# Day 15: Chiton

By @anatoliykmetyuk

## Puzzle description

https://adventofcode.com/2021/day/15

## Problem

The problem in its essence is that of finding the least-costly path through a graph. This problem is solved by Dijkstra's algorithm, nicely explained in this Computerphile video.

## Domain Model

The two domain entities we are working with are the game map and an individual cell of that map. In presence of the game map, a cell is fully described by a pair of its coordinates.

`type Coord = (Int, Int)`

The game map contains all the cells from the challenge input. It also defines the neighbours of a given cell, which we need to know for Dijkstra's algorithm. Finally, it defines a function to get the cost of entering a given cell.

`class GameMap(cells: IndexedSeq[IndexedSeq[Int]]):`

val maxRow = cells.length - 1

val maxCol = cells.head.length - 1

def neighboursOf(c: Coord): List[Coord] =

val (row, col) = c

val lb = mutable.ListBuffer.empty[Coord]

if row < maxRow then lb.append((row+1, col))

if row > 0 then lb.append((row-1, col))

if col < maxCol then lb.append((row, col+1))

if col > 0 then lb.append((row, col-1))

lb.toList

def costOf(c: Coord): Int = c match

case (row, col) => cells(row)(col)

end GameMap

`IndexedSeq`

in the `cells`

type is important for this algorithm since we are doing a lot of index-based accesses, so we need to use a data structure optimized for that.

## Algorithm – Part 1

We start the solution by defining three data structures for the algorithm:

`val visited = mutable.Set.empty[Coord]`

val dist = mutable.Map[Coord, Int]((0, 0) -> 0)

val queue = java.util.PriorityQueue[Coord](Ordering.by(dist))

queue.add((0, 0))

The first one is a `Set`

of all visited nodes – the ones the algorithm will not look at again. The second one is a `Map`

of distances containing the smallest currently known distance from the top-left corner of the map to the given cell. Finally, the third one is a `java.util.PriorityQueue`

that defines in which order to examine cells. We are using Java's `PriorityQueue`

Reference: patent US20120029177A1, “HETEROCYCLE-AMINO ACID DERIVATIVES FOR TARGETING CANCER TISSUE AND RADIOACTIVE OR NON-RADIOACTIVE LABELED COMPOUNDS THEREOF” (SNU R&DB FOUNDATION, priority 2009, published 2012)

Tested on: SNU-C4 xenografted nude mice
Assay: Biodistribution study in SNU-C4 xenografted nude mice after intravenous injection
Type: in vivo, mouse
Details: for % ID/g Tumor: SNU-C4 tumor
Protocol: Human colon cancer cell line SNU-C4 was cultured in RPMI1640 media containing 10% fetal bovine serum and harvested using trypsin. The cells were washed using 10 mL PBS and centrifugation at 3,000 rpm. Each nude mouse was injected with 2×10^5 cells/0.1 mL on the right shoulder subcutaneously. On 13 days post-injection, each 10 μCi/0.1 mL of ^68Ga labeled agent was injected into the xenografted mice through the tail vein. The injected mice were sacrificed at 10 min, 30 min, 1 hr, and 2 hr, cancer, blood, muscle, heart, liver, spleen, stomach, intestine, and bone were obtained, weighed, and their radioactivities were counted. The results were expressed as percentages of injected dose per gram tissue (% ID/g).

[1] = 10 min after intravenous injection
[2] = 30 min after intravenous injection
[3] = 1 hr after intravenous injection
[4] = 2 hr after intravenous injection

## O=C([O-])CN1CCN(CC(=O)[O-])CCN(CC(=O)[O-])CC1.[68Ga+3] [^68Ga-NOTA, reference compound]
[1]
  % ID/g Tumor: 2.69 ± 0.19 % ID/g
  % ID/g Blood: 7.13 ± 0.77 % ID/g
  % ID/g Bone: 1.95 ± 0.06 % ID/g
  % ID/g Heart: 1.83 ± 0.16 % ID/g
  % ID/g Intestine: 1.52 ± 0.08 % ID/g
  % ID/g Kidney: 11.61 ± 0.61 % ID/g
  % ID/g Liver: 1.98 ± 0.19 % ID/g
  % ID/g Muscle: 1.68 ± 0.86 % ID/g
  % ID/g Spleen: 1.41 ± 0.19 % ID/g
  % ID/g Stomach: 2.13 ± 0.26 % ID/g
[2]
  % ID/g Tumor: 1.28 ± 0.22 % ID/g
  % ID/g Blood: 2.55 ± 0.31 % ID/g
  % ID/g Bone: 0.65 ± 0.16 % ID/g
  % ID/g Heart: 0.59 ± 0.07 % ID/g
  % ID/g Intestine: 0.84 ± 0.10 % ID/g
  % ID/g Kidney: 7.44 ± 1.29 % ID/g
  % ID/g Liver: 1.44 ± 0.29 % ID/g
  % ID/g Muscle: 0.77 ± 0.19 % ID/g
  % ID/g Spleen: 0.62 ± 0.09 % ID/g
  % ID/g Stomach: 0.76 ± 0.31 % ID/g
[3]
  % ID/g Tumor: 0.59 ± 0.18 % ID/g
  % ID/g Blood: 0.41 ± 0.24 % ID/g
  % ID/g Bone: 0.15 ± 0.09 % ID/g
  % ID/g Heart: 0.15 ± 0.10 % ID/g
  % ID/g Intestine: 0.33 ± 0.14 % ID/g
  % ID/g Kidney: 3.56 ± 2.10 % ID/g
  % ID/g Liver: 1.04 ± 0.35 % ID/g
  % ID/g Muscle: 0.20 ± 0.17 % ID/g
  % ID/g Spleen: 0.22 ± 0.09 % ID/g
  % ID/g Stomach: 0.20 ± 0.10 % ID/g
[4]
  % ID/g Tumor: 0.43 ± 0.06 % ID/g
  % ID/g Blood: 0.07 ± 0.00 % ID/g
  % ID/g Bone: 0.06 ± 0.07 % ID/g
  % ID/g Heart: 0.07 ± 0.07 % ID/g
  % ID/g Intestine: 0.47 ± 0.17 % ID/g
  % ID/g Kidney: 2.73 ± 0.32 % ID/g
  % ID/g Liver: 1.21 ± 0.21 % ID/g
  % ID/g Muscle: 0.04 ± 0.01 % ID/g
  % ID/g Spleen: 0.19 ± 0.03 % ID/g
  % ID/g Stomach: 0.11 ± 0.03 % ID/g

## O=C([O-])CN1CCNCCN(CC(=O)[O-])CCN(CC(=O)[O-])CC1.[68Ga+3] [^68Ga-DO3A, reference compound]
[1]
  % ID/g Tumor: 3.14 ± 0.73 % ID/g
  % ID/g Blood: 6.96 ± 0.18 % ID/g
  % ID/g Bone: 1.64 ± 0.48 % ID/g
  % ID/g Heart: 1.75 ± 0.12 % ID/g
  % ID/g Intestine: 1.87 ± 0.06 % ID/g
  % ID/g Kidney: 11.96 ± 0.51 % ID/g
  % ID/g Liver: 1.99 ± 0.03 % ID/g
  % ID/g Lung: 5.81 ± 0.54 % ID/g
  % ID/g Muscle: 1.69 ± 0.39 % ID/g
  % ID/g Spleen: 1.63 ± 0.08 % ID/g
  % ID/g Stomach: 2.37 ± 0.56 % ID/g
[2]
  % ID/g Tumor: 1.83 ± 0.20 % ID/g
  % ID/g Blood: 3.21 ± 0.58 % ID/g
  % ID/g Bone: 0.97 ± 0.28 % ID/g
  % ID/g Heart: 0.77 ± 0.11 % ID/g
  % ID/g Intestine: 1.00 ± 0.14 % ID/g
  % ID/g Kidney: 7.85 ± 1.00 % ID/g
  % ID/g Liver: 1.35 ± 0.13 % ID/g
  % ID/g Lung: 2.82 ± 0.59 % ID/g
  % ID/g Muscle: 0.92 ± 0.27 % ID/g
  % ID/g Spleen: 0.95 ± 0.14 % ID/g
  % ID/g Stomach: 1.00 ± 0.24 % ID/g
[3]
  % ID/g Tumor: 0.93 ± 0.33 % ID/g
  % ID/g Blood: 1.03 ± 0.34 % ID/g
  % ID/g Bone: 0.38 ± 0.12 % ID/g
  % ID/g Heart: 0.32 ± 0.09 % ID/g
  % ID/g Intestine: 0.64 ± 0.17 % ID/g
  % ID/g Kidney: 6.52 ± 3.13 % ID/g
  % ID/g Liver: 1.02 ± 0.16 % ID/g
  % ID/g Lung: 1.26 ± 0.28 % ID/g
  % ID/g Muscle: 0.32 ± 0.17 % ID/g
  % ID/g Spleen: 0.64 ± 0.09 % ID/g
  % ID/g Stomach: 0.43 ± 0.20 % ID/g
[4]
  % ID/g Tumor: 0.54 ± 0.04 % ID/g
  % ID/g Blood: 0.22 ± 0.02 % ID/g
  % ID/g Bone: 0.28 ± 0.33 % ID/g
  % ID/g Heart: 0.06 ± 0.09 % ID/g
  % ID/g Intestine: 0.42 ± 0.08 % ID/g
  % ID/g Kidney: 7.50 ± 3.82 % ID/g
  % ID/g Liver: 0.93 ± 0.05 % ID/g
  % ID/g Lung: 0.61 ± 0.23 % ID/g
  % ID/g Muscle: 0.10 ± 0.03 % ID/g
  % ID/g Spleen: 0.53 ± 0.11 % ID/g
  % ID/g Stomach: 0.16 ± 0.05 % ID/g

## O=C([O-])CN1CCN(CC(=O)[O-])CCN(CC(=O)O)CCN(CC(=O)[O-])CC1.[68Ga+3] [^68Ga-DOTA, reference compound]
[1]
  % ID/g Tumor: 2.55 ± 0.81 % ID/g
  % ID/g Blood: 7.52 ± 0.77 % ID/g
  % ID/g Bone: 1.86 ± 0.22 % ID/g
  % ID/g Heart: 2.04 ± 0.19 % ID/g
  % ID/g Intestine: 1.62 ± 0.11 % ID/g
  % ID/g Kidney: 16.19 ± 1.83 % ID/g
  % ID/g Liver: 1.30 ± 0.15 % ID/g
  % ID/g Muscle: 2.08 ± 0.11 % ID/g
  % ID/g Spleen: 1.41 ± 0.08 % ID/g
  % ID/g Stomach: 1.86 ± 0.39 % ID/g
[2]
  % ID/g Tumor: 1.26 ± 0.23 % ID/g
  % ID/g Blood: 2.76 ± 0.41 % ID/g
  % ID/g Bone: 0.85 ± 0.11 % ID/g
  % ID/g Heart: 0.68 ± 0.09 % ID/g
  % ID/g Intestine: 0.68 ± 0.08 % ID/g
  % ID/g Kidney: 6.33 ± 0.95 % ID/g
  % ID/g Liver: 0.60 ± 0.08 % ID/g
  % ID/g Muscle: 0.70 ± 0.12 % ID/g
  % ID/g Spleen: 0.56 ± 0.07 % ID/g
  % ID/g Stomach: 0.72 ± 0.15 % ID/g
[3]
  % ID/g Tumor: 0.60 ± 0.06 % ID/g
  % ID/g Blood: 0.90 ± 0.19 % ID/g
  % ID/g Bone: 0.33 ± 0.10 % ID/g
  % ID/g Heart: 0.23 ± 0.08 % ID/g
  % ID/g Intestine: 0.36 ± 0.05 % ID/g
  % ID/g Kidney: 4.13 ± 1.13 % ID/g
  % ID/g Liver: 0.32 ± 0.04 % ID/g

, not the Scala's one since the Java `PriorityQueue`

implementation defines the `remove`

operation on the queue which is necessary for efficient implementation and which the Scala queue lacks.

We also initialize the queue with the first node we are going to examine – the top-left corner of the map.

Once we have the data structures, there's a loop which runs Dijkstra's algorithm on those structures:

`while queue.peek() != null do`

val c = queue.poll()

visited += c

val newNodes: List[Coord] = gameMap.neighboursOf(c).filterNot(visited)

val cDist = dist(c)

for n <- newNodes do

val newDist = cDist + gameMap.costOf(n)

if !dist.contains(n) || dist(n) > newDist then

dist(n) = newDist

queue.remove(n)

queue.add(n)

dist((gameMap.maxRow, gameMap.maxCol))

We use `queue.remove(n)`

followed by `queue.add(n)`

here – this is to recompute the position of `n`

in the queue following the change in the ordering of the queue (that is, the mutation of `dist`

). Ideally, you would need a decreaseKey operation on the priority queue for the best performance – but that would require writing a dedicated data structure, which is out of scope for this solution.

## Part 2

Part 2 is like Part 1 but 25 times larger. The Part 1 algorithm is capable of dealing with scale, and so the only challenge is to construct the game map for part 2.

We generate the Part 2 game map from the Part 1 map using three nested loops:

`val seedTile = readInput()`

val gameMap = GameMap(

(0 until 5).flatMap { tileIdVertical =>

for row <- seedTile yield

for

tileIdHorizontal <- 0 until 5

cell <- row

yield (cell + tileIdHorizontal + tileIdVertical - 1) % 9 + 1

}

)

The innermost loop generates individual cells according to the challenge spec. The second-level loop pads the 100x100 tiles of the map horizontally, starting from the `seedTile`

(the one used in Part 1). Finally, the outermost loop pads the tiles vertically.

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